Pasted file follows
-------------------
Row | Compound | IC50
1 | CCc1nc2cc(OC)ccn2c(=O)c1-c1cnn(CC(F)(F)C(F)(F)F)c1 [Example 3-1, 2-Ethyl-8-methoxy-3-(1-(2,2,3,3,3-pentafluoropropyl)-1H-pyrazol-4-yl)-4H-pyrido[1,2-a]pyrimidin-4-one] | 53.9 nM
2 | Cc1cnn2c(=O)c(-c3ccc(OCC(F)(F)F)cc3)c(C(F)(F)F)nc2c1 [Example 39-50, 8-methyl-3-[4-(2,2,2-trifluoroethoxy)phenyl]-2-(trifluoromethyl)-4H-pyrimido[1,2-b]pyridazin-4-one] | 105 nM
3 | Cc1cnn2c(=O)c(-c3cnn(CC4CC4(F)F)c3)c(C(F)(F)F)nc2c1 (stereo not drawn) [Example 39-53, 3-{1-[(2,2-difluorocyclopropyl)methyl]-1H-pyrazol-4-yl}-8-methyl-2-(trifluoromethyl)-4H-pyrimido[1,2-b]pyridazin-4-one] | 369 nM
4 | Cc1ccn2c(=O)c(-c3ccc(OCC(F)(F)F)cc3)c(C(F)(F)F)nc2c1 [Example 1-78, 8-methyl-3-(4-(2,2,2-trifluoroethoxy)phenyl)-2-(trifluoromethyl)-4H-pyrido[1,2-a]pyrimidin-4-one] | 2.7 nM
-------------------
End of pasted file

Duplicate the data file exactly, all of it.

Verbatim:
Row | Compound | IC50
1 | CCc1nc2cc(OC)ccn2c(=O)c1-c1cnn(CC(F)(F)C(F)(F)F)c1 [Example 3-1, 2-Ethyl-8-methoxy-3-(1-(2,2,3,3,3-pentafluoropropyl)-1H-pyrazol-4-yl)-4H-pyrido[1,2-a]pyrimidin-4-one] | 53.9 nM
2 | Cc1cnn2c(=O)c(-c3ccc(OCC(F)(F)F)cc3)c(C(F)(F)F)nc2c1 [Example 39-50, 8-methyl-3-[4-(2,2,2-trifluoroethoxy)phenyl]-2-(trifluoromethyl)-4H-pyrimido[1,2-b]pyridazin-4-one] | 105 nM
3 | Cc1cnn2c(=O)c(-c3cnn(CC4CC4(F)F)c3)c(C(F)(F)F)nc2c1 (stereo not drawn) [Example 39-53, 3-{1-[(2,2-difluorocyclopropyl)methyl]-1H-pyrazol-4-yl}-8-methyl-2-(trifluoromethyl)-4H-pyrimido[1,2-b]pyridazin-4-one] | 369 nM
4 | Cc1ccn2c(=O)c(-c3ccc(OCC(F)(F)F)cc3)c(C(F)(F)F)nc2c1 [Example 1-78, 8-methyl-3-(4-(2,2,2-trifluoroethoxy)phenyl)-2-(trifluoromethyl)-4H-pyrido[1,2-a]pyrimidin-4-one] | 2.7 nM